July 13th. 2016 ...
What Every Pagan Should Know About Curses
Magic With A Flick of my Finger
Finding and Caring for Your Frame Drum
An Open Mind and Heart
June 13th. 2016 ...
Living a Magickal Life with Fibromyalgia
My Father, My First God
Life is Awesome... and the Flu
May 15th. 2016 ...
Faery Guided Journey
Working with the Elements
April 2nd. 2016 ...
The Fear of Witchcraft
Magic in Sentences
March 28th. 2016 ...
Revisiting The Spiral
January 22nd. 2016 ...
Coming Out of the Broom Closet
December 20th. 2015 ...
Magia y Wicca
October 24th. 2015 ...
Feeling the Pulse of Autumn
October 16th. 2015 ...
Sacred Lands, Sacred Hearts
September 30th. 2015 ...
September 16th. 2015 ...
Vegan or Vegetarian? The Ethical Debate
August 6th. 2015 ...
Lost - A Pagan Parent's Tale
July 9th. 2015 ...
Love Spells: The Good, The Bad, and the Ugly
The Magic of Weather
June 7th. 2015 ...
A Pagan Altar
A Minority of a Minority of a Minority
May 6th. 2015 ...
13 Keys: The Crown of Kether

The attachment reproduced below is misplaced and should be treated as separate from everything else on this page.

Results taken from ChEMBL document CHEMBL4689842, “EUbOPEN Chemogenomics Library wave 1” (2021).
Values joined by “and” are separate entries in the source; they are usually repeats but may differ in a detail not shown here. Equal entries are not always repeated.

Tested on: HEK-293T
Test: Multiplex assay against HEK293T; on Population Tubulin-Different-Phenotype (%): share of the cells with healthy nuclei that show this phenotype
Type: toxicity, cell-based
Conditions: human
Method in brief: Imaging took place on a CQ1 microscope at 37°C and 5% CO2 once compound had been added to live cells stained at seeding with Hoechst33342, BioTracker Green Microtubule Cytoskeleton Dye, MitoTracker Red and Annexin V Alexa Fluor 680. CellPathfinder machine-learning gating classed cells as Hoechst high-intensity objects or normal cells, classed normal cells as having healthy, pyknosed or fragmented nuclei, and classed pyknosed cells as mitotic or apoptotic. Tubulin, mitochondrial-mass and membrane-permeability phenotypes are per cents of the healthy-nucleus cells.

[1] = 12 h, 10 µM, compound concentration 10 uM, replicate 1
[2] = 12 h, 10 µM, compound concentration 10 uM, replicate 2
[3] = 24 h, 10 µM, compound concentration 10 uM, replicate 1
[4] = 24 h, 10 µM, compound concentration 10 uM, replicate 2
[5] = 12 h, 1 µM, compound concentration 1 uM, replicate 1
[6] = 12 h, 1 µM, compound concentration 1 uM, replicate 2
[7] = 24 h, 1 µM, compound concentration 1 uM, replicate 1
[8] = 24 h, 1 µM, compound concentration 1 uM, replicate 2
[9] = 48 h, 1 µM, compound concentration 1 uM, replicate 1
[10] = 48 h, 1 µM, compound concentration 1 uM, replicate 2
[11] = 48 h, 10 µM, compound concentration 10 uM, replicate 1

March 29th. 2015 ...
A Thread in the Tapestry of Witchcraft
March 28th. 2015 ...
On Wiccan Magick, Theurgy, Thaumaturgy and Setting Expectations
March 1st. 2015 ...
Choosing to Write a Shadow Book
February 1st. 2015 ...
Seeker Advice From a Coven Leader
January 1st. 2015 ...
Manipulation of the Concept of Witchcraft
Broomstick to the Emerald City
October 20th. 2014 ...
Thoughts on Conjuring Spirits
October 5th. 2014 ...
The History of the Sacred Circle
September 28th. 2014 ...
Seeking Pagan Lands for Pagan Burials
Creating a Healing Temple
August 31st. 2014 ...
Coven vs. Solitary
August 24th. 2014 ...
The Pagan Cleric
A Gathering of Sorcerers (A Strange Tale)
August 17th. 2014 ...
To Know, to Will, to Dare...
On Grief: Beacons of Light in the Shadows